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Soft-3D Printer Produces Synthetic Tissue-Like Material

By BiotechDaily International staff writers
Posted on 17 Apr 2013
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Image: Each droplet is an aqueous compartment; in this study, about 50 microns in diameter (Photo courtesy of Oxford University/G. Villar).
Image: Each droplet is an aqueous compartment; in this study, about 50 microns in diameter (Photo courtesy of Oxford University/G. Villar).
Image: The droplet network printer: two droplet generators, each with a glass capillary nozzle, next to an oil well mounted on a motorized micromanipulator (Photo courtesy of Oxford University/G. Villar).
Image: The droplet network printer: two droplet generators, each with a glass capillary nozzle, next to an oil well mounted on a motorized micromanipulator (Photo courtesy of Oxford University/G. Villar).
Image: Hollow “ball” formed upon programmed folding of a flat structure that resembles petals of a flower. The folding itself resembles muscle movement (Photo courtesy of Oxford University/G. Villar).
Image: Hollow “ball” formed upon programmed folding of a flat structure that resembles petals of a flower. The folding itself resembles muscle movement (Photo courtesy of Oxford University/G. Villar).
Scientists have succeeded to custom build a unique, programmable soft-3D printer able to create materials that mimic several properties of living tissue.

Current synthetic mimics of cells, such as liposomes, are typically incapable of cooperation and therefore cannot readily display collective tissue-like behavior. The new printer creates aqueous “droplet networks” that could become the building blocks of a new form of technology that potentially could replace or interface with damaged human tissues. Because droplet networks are entirely synthetic, have no genome, and do not replicate, they avoid some of the problems associated with other approaches to creating artificial tissues – such as those that use stem cells. The new technology has the potential to provide new tissue engineering substrates, to be developed into functional mimics of various living tissues, as well as to improve targeted drug delivery methods.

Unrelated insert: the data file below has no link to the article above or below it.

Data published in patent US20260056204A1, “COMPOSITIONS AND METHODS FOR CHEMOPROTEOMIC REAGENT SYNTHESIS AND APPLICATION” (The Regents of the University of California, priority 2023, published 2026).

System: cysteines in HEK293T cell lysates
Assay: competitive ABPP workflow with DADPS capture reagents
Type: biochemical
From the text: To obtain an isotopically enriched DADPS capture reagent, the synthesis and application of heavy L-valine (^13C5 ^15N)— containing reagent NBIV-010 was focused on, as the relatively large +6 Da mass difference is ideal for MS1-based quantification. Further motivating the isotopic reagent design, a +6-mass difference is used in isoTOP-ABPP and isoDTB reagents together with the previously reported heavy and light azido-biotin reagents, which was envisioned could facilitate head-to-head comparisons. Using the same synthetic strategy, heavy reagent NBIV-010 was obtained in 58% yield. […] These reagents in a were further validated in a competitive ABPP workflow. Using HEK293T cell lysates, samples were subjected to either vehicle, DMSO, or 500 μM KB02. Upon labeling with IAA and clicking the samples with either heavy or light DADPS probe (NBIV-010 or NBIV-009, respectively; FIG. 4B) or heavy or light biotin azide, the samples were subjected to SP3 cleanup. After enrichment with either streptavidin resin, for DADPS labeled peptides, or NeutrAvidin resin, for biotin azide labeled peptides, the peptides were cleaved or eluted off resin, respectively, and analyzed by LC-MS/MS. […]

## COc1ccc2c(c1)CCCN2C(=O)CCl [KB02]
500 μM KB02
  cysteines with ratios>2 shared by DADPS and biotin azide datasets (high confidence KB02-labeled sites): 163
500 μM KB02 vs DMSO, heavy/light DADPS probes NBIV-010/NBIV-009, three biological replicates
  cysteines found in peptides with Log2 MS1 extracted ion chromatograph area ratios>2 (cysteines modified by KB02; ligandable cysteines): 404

“Conventional 3D printers aren't up to the job of creating these droplet networks, so we custom built one in our [lab],” said Hagan Bayley, professor of chemistry at Oxford University (Oxford, UK), who led the research. “At the moment we've created networks of up to 35,000 droplets, but the size of network we can make is really only limited by time and money. For our experiments we used two different types of droplet, but there's no reason why you couldn't use 50 or more different kinds.” The networks in the present study remained stable for weeks.


The soft-3D printer and the research of its initial application have been described in a study published in the journal Science, on April 5, 2013. The printer was built by lead author Gabriel Villar, a PhD student in Prof. Bayley’s group. The new type of printed material consists of thousands of picoliter water droplets that become connected by single lipid bilayer films to form a cohesive material with cooperating compartments. Each droplet compartment is about 50 micrometers in diameter; although this is about five times larger than mammalian cells, the researchers believe it can be reduced. The 3D structures can be built with heterologous droplets in software-defined arrangements and can be designed to perform certain functions of cooperating cells. For example, the droplet networks can be functionalized with membrane proteins to allow rapid electrical communication along a specific path.

The droplet networks can also be programmed by osmolarity gradients to fold into otherwise unattainable, designed structures. They can be designed to fold themselves into different shapes after printing—for example, a flat shape that resembles the petals of a flower is “programmed” to fold itself into a hollow “ball,” which cannot be obtained by direct printing. This folding (see videos), which resembles muscle movement, is powered by osmolarity differences that generate water transfer between droplets.

“We aren't trying to make materials that faithfully resemble tissues but rather structures that can carry out the functions of tissues. We’ve shown that it is possible to create networks of tens of thousands connected droplets. The droplets can be printed with protein pores to form pathways through the network that mimic nerves and are able to transmit electrical signals from one side of a network to the other,” said Prof. Bayley. Mr. Villar added, “We have created a scalable way of producing a new type of soft material. The printed structures could in principle employ much of the biological machinery that enables the sophisticated behavior of living cells and tissues.”

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